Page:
There are sinusoidal (periodioc up-and-down) patterns, which tell you there are sunspots on the main star: some portions of the star are fainter than average. Also, there are a few big dips in the total amount of light in the long-cadence data, where between 0.5% and 1% of the light is temporarily blocked/dimmed over the course of approximately 30 minutes. When you normalize the data and make all the corrections that the raw data doesn’t possess, and then add in follow-up data from other telescopes and observatories, you can clearly see the periodic nature of the planets. When a world transits, or passes in front of the star, it blocks a portion of the light, making the star appear dimmer. Over time, these dips appear periodically, teaching us about the orbits of these worlds.
This gives us all the information we need to deduce many of the properties of these worlds.
- Because we know the size and brightness of the star, we can deduce the radius of each transiting world.
- Because we know the mass of the star and how orbits work, we can figure out the distance of each planet from the star.
- Because we know the temperature of the star, we can figure out which worlds would have the right conditions for liquid water if they had Earth-like atmospheres.
- And because these worlds mutually tug on each other, inducing subtle shifts in one another’s orbits, we can infer what their masses ought to be.
When you put all of this together, here’s how these worlds look, compared to the inner, rocky worlds of our own Solar System.
If you’re looking for the most Earth-like world among them all, your best bet is the fourth rock from the star: TRAPPIST-1e. Sure, it’s much closer to its star at just a distance of 3% our distance from the Sun and with an orbital period of 6 days, but its star is much smaller, dimmer and cooler. It’s only 9% smaller than Earth and, within the errors, the same density as our world. You’d weigh 93% of what you’d weigh on Earth on TRAPPIST-1e, as its gravity is almost identical to our own. Most impressively, it has properties consistent with being a dense, rocky world with a thin atmosphere encircling it. Of all the worlds we’ve found orbiting stars beyond the Sun, TRAPPIST-1e, may yet be the most Earth-like of all.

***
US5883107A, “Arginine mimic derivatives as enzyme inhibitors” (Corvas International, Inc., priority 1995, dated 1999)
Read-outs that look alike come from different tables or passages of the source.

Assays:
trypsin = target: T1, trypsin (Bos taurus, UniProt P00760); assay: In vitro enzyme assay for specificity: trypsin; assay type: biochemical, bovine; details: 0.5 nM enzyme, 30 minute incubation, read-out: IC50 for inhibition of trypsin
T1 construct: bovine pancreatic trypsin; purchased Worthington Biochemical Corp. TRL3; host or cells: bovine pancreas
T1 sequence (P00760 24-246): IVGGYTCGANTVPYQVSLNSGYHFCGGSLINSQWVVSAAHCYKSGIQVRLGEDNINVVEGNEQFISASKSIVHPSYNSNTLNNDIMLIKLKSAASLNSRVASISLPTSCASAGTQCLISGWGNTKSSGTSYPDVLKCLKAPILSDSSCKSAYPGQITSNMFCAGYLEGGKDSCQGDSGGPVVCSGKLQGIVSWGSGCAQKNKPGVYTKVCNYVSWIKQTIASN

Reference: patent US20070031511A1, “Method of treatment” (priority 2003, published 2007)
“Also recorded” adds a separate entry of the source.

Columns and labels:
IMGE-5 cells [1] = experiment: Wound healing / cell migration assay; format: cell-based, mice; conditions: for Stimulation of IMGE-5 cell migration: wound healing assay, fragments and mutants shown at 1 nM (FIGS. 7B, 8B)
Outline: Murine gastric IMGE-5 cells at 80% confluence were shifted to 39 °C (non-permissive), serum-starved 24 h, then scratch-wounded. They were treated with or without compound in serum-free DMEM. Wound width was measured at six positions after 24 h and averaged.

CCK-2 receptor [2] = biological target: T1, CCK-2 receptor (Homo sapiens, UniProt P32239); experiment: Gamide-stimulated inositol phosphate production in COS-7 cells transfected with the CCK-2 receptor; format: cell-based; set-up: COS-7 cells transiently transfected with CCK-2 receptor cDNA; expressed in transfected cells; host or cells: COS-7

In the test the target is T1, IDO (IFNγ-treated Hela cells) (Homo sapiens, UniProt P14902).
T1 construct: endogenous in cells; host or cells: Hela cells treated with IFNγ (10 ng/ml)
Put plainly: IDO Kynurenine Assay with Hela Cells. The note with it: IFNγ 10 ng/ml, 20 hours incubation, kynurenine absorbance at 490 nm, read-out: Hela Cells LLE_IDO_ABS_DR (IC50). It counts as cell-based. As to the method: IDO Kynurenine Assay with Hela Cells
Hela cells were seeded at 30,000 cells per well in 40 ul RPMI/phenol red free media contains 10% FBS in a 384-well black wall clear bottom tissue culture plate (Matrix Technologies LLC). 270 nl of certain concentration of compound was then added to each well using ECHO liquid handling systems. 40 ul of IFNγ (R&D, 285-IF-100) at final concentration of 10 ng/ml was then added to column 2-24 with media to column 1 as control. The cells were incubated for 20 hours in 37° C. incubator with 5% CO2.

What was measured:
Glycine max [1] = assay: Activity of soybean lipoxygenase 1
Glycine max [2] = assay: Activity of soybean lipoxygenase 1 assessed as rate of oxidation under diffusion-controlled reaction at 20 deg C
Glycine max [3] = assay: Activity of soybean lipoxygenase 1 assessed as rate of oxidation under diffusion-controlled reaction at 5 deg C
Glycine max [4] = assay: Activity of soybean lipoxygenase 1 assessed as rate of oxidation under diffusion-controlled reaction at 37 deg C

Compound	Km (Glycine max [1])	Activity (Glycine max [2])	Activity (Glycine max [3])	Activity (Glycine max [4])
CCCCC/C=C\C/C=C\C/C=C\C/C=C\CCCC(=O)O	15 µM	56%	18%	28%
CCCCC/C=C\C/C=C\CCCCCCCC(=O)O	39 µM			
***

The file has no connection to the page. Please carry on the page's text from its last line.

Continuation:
Despite being around a red dwarf and likely locked to its star, the exoplanets orbiting TRAPPIST-1 are incredibly promising for life-giving conditions. They range from roasting to temperate to frozen with sub-surface oceans to potentially light and fluffy, with outer gas envelopes. All of this information — about the worlds around this star, their sizes, their orbits, and even their masses — can all be derived from those tiny, saturated pixels of light that Kepler picked up. And it isn’t just this one system; every star that experiences transits that have been observed by Kepler shows this.
It isn’t the image itself that gives you this information, but rather how the light from image changes over time, both relative to all the other stars and relative to itself. The other stars out there in our galaxy have sunspots, planets, and rich solar systems all their own. As Kepler heads towards its final retirement and prepares to be replaced by TESS, take a moment to reflect on just how it’s revolutionized our view of the Universe. Never before has such a small amount of information taught us so much.
Ethan Siegel is the author of Beyond the Galaxy and Treknology. You can pre-order his third book, currently in development: the Encyclopaedia Cosmologica.